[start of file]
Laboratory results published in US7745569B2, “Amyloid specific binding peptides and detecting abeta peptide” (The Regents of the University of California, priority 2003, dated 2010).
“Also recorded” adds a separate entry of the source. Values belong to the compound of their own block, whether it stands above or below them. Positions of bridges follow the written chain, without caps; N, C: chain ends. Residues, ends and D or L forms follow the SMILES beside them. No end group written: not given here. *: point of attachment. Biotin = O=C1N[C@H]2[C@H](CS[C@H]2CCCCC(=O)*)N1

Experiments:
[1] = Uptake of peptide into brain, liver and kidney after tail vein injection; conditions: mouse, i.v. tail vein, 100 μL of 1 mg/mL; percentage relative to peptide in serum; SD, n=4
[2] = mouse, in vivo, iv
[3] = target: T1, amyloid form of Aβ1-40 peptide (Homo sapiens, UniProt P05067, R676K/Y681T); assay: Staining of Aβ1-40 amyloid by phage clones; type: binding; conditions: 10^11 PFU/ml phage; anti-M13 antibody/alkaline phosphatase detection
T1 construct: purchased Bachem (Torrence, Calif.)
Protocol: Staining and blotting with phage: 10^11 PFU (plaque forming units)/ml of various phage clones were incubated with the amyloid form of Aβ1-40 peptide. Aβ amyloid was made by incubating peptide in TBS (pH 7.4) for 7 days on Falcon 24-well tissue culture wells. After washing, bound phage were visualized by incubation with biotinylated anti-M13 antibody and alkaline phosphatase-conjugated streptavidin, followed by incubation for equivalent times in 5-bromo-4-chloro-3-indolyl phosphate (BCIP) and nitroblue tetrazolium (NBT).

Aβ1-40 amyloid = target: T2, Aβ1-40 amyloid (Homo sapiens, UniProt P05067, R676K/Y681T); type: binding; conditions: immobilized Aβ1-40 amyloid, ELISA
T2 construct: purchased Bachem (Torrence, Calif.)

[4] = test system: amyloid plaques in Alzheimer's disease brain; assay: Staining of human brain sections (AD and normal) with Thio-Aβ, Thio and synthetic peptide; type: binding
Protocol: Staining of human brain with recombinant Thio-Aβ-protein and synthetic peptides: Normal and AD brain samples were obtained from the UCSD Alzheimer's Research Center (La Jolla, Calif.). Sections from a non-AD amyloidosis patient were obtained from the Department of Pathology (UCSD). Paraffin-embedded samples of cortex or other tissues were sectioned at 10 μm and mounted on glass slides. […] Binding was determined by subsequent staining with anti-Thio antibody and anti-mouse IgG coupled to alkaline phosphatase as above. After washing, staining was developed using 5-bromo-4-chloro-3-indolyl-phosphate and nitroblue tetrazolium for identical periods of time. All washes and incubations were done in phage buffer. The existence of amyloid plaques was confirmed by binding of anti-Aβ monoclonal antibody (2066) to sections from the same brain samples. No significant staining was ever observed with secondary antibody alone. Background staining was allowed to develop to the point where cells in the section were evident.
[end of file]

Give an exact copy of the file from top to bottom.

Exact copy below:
Laboratory results published in US7745569B2, “Amyloid specific binding peptides and detecting abeta peptide” (The Regents of the University of California, priority 2003, dated 2010).
“Also recorded” adds a separate entry of the source. Values belong to the compound of their own block, whether it stands above or below them. Positions of bridges follow the written chain, without caps; N, C: chain ends. Residues, ends and D or L forms follow the SMILES beside them. No end group written: not given here. *: point of attachment. Biotin = O=C1N[C@H]2[C@H](CS[C@H]2CCCCC(=O)*)N1

Experiments:
[1] = Uptake of peptide into brain, liver and kidney after tail vein injection; conditions: mouse, i.v. tail vein, 100 μL of 1 mg/mL; percentage relative to peptide in serum; SD, n=4
[2] = mouse, in vivo, iv
[3] = target: T1, amyloid form of Aβ1-40 peptide (Homo sapiens, UniProt P05067, R676K/Y681T); assay: Staining of Aβ1-40 amyloid by phage clones; type: binding; conditions: 10^11 PFU/ml phage; anti-M13 antibody/alkaline phosphatase detection
T1 construct: purchased Bachem (Torrence, Calif.)
Protocol: Staining and blotting with phage: 10^11 PFU (plaque forming units)/ml of various phage clones were incubated with the amyloid form of Aβ1-40 peptide. Aβ amyloid was made by incubating peptide in TBS (pH 7.4) for 7 days on Falcon 24-well tissue culture wells. After washing, bound phage were visualized by incubation with biotinylated anti-M13 antibody and alkaline phosphatase-conjugated streptavidin, followed by incubation for equivalent times in 5-bromo-4-chloro-3-indolyl phosphate (BCIP) and nitroblue tetrazolium (NBT).

Aβ1-40 amyloid = target: T2, Aβ1-40 amyloid (Homo sapiens, UniProt P05067, R676K/Y681T); type: binding; conditions: immobilized Aβ1-40 amyloid, ELISA
T2 construct: purchased Bachem (Torrence, Calif.)

[4] = test system: amyloid plaques in Alzheimer's disease brain; assay: Staining of human brain sections (AD and normal) with Thio-Aβ, Thio and synthetic peptide; type: binding
Protocol: Staining of human brain with recombinant Thio-Aβ-protein and synthetic peptides: Normal and AD brain samples were obtained from the UCSD Alzheimer's Research Center (La Jolla, Calif.). Sections from a non-AD amyloidosis patient were obtained from the Department of Pathology (UCSD). Paraffin-embedded samples of cortex or other tissues were sectioned at 10 μm and mounted on glass slides. […] Binding was determined by subsequent staining with anti-Thio antibody and anti-mouse IgG coupled to alkaline phosphatase as above. After washing, staining was developed using 5-bromo-4-chloro-3-indolyl-phosphate and nitroblue tetrazolium for identical periods of time. All washes and incubations were done in phage buffer. The existence of amyloid plaques was confirmed by binding of anti-Aβ monoclonal antibody (2066) to sections from the same brain samples. No significant staining was ever observed with secondary antibody alone. Background staining was allowed to develop to the point where cells in the section were evident.